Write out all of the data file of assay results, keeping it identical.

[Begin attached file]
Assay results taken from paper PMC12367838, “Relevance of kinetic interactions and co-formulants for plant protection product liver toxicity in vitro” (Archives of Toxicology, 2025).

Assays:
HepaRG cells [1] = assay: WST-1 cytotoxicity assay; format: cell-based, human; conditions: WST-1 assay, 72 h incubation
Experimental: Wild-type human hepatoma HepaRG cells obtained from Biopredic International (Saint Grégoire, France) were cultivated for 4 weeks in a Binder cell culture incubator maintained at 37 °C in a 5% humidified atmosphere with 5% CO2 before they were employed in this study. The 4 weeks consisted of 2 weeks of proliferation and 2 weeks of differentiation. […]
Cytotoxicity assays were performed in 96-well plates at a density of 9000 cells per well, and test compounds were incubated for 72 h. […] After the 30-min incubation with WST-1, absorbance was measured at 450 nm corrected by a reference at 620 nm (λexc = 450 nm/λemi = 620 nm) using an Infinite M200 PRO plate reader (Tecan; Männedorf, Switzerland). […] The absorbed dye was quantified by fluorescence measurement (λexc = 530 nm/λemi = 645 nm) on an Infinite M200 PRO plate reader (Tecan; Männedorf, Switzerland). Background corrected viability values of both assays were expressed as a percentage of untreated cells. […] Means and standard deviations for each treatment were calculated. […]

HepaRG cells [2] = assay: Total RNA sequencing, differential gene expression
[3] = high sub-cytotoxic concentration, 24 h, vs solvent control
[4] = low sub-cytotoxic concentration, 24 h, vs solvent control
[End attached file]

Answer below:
Assay results taken from paper PMC12367838, “Relevance of kinetic interactions and co-formulants for plant protection product liver toxicity in vitro” (Archives of Toxicology, 2025).

Assays:
HepaRG cells [1] = assay: WST-1 cytotoxicity assay; format: cell-based, human; conditions: WST-1 assay, 72 h incubation
Experimental: Wild-type human hepatoma HepaRG cells obtained from Biopredic International (Saint Grégoire, France) were cultivated for 4 weeks in a Binder cell culture incubator maintained at 37 °C in a 5% humidified atmosphere with 5% CO2 before they were employed in this study. The 4 weeks consisted of 2 weeks of proliferation and 2 weeks of differentiation. […]
Cytotoxicity assays were performed in 96-well plates at a density of 9000 cells per well, and test compounds were incubated for 72 h. […] After the 30-min incubation with WST-1, absorbance was measured at 450 nm corrected by a reference at 620 nm (λexc = 450 nm/λemi = 620 nm) using an Infinite M200 PRO plate reader (Tecan; Männedorf, Switzerland). […] The absorbed dye was quantified by fluorescence measurement (λexc = 530 nm/λemi = 645 nm) on an Infinite M200 PRO plate reader (Tecan; Männedorf, Switzerland). Background corrected viability values of both assays were expressed as a percentage of untreated cells. […] Means and standard deviations for each treatment were calculated. […]

HepaRG cells [2] = assay: Total RNA sequencing, differential gene expression
[3] = high sub-cytotoxic concentration, 24 h, vs solvent control
[4] = low sub-cytotoxic concentration, 24 h, vs solvent control